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That approach has been specifically illustrated in this blog already, by earlier postings about manufacturing reference entries for Twitter, Facebook, and Wikipedia. Where does this reference come from (or, Where can my reader find this reference)? On the rare occasion when no authorship is attributed and, per APA style, you revert to a title entry (e.g., , p. 205, example 30), this initial whodunnit is still answered. Note that here I am referring to the title of the thing referenced itself, not to any larger “container” in which the specific thing referenced may reside.
To indicate that this is your invention, not a formal title, your coined title should be enclosed in square brackets (, p. Once you’ve given the author name(s), the year, and the name of the thing being referred to, anything and everything else in the reference entry constitutes the answer to this final question of “where.” References come in more varieties than Baskin-Robbins has ice creams, though, so this portion of a reference has the most permutations.
It ranges from the basic journal name, volume, and page span for journal articles to the online versions where that information is supplemented with a DOI or URL.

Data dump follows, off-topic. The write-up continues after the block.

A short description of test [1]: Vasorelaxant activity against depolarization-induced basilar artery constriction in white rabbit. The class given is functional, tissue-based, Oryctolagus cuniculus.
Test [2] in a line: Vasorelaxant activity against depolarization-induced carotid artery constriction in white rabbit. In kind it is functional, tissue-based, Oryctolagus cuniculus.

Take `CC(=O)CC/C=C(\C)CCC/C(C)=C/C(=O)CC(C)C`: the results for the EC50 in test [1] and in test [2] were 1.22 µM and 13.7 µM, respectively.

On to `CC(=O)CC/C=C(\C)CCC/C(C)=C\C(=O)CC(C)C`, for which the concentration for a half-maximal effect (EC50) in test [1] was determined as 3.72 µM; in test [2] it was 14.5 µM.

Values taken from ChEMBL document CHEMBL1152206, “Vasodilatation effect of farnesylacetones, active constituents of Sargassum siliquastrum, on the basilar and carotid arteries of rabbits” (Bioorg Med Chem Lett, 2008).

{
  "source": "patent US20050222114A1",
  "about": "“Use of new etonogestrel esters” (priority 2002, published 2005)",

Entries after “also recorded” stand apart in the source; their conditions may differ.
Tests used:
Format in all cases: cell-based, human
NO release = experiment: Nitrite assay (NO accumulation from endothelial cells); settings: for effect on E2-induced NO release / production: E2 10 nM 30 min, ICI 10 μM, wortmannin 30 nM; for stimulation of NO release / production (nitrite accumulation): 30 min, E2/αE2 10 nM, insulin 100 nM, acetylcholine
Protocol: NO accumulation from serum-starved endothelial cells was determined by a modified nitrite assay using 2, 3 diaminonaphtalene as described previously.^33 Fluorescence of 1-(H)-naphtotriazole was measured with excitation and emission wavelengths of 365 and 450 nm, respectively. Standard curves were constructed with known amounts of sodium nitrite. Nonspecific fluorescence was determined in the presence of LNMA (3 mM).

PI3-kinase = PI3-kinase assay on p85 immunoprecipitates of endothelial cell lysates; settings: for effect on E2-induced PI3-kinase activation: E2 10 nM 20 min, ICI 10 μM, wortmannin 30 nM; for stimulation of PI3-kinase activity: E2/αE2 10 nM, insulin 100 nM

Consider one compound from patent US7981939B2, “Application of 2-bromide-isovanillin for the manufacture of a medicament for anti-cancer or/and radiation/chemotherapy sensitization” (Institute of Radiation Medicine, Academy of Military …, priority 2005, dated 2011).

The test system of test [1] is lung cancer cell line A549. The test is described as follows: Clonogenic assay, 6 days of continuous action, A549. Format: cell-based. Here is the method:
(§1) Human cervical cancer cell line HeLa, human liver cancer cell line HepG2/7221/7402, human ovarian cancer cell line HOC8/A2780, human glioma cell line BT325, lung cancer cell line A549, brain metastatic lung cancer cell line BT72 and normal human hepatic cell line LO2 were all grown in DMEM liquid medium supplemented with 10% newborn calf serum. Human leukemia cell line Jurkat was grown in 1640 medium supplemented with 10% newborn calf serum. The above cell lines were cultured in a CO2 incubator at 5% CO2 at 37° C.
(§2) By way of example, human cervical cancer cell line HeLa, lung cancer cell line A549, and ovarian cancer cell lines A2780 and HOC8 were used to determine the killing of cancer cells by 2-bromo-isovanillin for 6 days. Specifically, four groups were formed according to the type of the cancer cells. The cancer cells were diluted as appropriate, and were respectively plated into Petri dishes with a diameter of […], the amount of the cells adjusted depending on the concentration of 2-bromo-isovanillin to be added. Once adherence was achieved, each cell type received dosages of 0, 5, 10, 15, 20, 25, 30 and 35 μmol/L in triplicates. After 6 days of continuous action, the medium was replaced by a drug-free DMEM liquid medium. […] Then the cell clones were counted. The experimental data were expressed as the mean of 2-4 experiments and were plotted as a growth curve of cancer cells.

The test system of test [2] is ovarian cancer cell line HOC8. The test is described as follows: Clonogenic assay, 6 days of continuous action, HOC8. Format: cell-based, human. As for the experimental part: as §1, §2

Ask your instructor which citation style to use for assignments.
Getting a master’s degree at university, you'll meet APA style.
206–207), or year followed by month and day for newspaper articles (pp. If the item you are referencing does not have a formal title, APA style requires you to provide something to fill out this part of the reference.
If no title exists, you must fill in the blank yourself. Where does this reference come from (or, Where can my reader find this reference)?
A book chapter’s “where” can be quite involved, what with listing editor name(s), the book’s overall title, a page span, and publisher location and name.
References to books available online may dispense with the publisher information, replacing it with a DOI or URL.
The sixth edition of the lays the requirements out pretty bluntly. In most cases, a year will suffice to answer this question. (As said above, that journal name will be used later on.) So, too, with a chapter in an edited book: The “what” is the title of the chapter only.
“Each entry usually contains the following elements: author, year of publication, title, and publishing data—all the information necessary for unique identification and library search” (p. Another way to think of these building blocks, a mnemonic to use in your own construction and review of references, is to remember four interrogatories: Who? A few reference types require more: for instance, year followed by month for papers and poster sessions presented at conferences (, pp. When no year is available or can be ascertained by hook or by crook, this element is maintained by using the abbreviation n.d., for “no date” (p. The name of the edited book in which the chapter resides is not the “what” described here.